Mnuchin said Wednesday on Fox Business that the updated $2.2 trillion, which was slimmed-down from the $3.4 trillion bill passed by the House in May, is something “we’re not going to do.”

“The good news is the speaker has come down from her $3.4 trillion deal. If there’s a fair compromise, we’re prepared to do it,” he said.

The interim spending bill also sets up a potential political fight toward the end of the year when it expires and lawmakers have to pass another temporary spending resolution or an annual spending bill just before a new Congress is sworn in and, potentially, a new administration.

House Majority Leader Steny Hoyer, D-Md., however, criticized the process last week, saying that the resolution is only temporary and both chambers need to work on passing traditional spending bills.

“I’m hopeful that everyone will put their heads together to get the appropriation process done and we’ll probably do it in an omnibus, not single appropriation bills, which is not a good way to do it either,” he said.

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US Senate passes stopgap to prevent government shutdown

The US Senate passed a budget bill Wednesday that avoids an imminent government shutdown and extends funding weeks beyond the November 3 presidential election, after Democrats reached a deal with the White House and Republicans.

The bipartisan text, which easily cleared the Senate 84 votes to 10 a week after it passed the House of Representatives, now goes to the White House.

President Donald Trump would need to sign the stop-gap measure by 11:59 pm Wednesday to avoid a partial government shutdown, as fiscal year 2021 technically begins on October 1.

The short-term legislation would keep government federal agencies operating at current funding levels until December 11, easing pressure on Congress — and presidential candidates Trump and Democrat Joe Biden — to address the issue during a heated election.

The measure adds nearly $8 billion in desperately needed nutrition assistance for children and families, and extends funding for community health centers to continue to address Covid-19 and health disparities.

Last week on the day the measure cleared the House, the United States surpassed the grim milestone of 200,000 coronavirus-related deaths.

Separate from the federal budget, lawmakers are in the middle of negotiating a much-needed, trillion-dollar-plus relief package for thousands of communities and millions of families suffering during the pandemic.  

Congress, which is deeply divided along party lines, would not likely have been able to reach a broader agreement on a new 2021 budget before the end of the fiscal year.

“I hope members of Congress can come back to the negotiating table in the coming weeks and work in a spirit of cooperation to pass a comprehensive funding bill,” Senate Republican Roger Wicker said.

“A continuing resolution is no substitute for a full appropriations package,” he added.

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Senate Passes Stopgap Funding Bill to Avert Government Shutdown

(Bloomberg) — The Senate Wednesday passed a stopgap spending bill needed to prevent an Oct. 1 shutdown of the federal government on an 84 to 10 vote.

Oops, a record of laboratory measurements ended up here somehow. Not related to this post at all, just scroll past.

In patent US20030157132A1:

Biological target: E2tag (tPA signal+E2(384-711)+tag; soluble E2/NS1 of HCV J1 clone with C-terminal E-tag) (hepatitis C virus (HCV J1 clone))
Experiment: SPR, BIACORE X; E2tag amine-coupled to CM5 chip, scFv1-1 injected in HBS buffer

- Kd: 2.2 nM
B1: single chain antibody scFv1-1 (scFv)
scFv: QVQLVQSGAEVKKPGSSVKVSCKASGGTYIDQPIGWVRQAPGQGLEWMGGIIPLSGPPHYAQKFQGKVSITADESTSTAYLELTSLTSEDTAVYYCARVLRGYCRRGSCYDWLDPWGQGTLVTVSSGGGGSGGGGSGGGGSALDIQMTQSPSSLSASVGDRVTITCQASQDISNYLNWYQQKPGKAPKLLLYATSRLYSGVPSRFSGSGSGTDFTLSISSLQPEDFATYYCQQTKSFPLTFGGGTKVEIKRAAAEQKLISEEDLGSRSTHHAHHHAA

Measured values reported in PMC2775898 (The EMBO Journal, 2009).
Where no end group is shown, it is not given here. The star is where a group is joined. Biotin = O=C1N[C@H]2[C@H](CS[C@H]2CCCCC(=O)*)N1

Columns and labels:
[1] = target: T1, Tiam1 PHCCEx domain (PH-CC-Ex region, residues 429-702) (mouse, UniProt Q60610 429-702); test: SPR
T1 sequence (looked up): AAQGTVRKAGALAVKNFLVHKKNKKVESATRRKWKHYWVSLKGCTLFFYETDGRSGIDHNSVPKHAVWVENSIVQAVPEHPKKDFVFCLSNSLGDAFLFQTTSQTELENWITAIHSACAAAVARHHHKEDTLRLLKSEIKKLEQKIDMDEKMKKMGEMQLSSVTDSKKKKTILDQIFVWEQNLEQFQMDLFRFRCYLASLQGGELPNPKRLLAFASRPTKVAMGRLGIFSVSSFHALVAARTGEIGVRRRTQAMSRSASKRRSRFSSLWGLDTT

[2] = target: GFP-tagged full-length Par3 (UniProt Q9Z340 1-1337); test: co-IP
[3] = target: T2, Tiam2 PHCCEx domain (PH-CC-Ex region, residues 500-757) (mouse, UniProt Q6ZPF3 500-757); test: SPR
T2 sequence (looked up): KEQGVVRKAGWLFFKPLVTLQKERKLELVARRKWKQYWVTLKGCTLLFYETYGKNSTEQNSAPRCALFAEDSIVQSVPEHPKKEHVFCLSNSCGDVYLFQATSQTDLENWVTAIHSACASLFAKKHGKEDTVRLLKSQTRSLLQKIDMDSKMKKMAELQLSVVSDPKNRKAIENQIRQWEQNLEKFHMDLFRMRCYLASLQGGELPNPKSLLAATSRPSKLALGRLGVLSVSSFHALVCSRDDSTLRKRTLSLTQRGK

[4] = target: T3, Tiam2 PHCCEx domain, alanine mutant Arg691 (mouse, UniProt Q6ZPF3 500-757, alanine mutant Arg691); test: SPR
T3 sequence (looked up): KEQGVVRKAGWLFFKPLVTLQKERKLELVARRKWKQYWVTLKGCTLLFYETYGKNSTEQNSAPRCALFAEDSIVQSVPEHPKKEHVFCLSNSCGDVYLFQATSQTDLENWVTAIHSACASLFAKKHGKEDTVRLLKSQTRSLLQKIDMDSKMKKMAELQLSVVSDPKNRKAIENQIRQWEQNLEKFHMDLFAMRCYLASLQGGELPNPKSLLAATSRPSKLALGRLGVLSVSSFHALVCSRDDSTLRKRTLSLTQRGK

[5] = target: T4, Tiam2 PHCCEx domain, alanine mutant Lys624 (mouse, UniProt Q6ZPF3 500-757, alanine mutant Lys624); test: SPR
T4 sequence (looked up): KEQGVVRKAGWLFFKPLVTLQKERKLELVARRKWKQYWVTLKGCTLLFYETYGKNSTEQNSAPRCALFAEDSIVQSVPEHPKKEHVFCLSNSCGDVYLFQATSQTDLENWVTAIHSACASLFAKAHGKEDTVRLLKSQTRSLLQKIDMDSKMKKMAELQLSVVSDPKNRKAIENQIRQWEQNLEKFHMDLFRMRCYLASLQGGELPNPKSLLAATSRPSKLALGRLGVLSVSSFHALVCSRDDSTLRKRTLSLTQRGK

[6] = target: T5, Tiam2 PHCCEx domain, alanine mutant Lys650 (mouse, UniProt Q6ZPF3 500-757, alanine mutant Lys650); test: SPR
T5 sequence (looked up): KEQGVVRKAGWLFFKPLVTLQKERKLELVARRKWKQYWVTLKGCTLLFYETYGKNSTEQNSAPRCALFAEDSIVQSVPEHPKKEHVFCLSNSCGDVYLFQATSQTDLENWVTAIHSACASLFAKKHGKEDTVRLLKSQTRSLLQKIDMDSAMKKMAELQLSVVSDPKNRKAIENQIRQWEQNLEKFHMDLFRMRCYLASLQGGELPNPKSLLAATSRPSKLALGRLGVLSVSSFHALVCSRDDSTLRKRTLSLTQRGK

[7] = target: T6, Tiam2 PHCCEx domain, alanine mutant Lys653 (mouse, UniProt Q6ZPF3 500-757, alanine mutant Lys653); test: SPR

a large building: The U.S. Capitol building stands in Washington, D.C., U.S., on Tuesday, Sept. 8, 2020. The Senate returns today with the Trump administration and Democrats no closer to agreement on a new virus relief package than they were when talks broke off in early August, despite the pressure of the U.S. election in 56 days.


© Bloomberg
The U.S. Capitol building stands in Washington, D.C., U.S., on Tuesday, Sept. 8, 2020. The Senate returns today with the Trump administration and Democrats no closer to agreement on a new virus relief package than they were when talks broke off in early August, despite the pressure of the U.S. election in 56 days.

The bill, H.R. 8337, which easily passed the House last week, now heads to President Donald Trump’s desk. He is expected to sign it before the midnight deadline.

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The funding bill would keep the government operating through Dec. 11 at current spending levels.

Congressional Republicans and Democrats, along with White House officials, last week removed the final stumbling block, striking a deal by agreeing to provide aid to farmers and more food assistance for low-income families.

The bill provides as much as $30 billion for the Department of Agriculture’s Commodity Credit Corp., which the Trump administration has used to send virus relief payments to farmers. Democrats got almost $8 billion for a pandemic program to feed children who normally receive school lunches.

With the temporary spending bill finished, lawmakers will try to complete work on the 12 annual appropriations bills for fiscal 2021 in the post-election lame-duck session in November and December. The Senate hasn’t drafted any of the bills so far, and there’s likely a battle ahead over paying for Trump’s wall on the U.S.-Mexico border and replacing military funds he redirected to pay for border security last year.

House Speaker Nancy Pelosi and Treasury Secretary Steven Mnuchin agreed earlier this month to keep discussion of a coronavirus relief package separate from the stopgap bill. The two leaders on Wednesday held their first in-person talks since August, and while no deal on the stimulus was reached, they plan to continue discussions.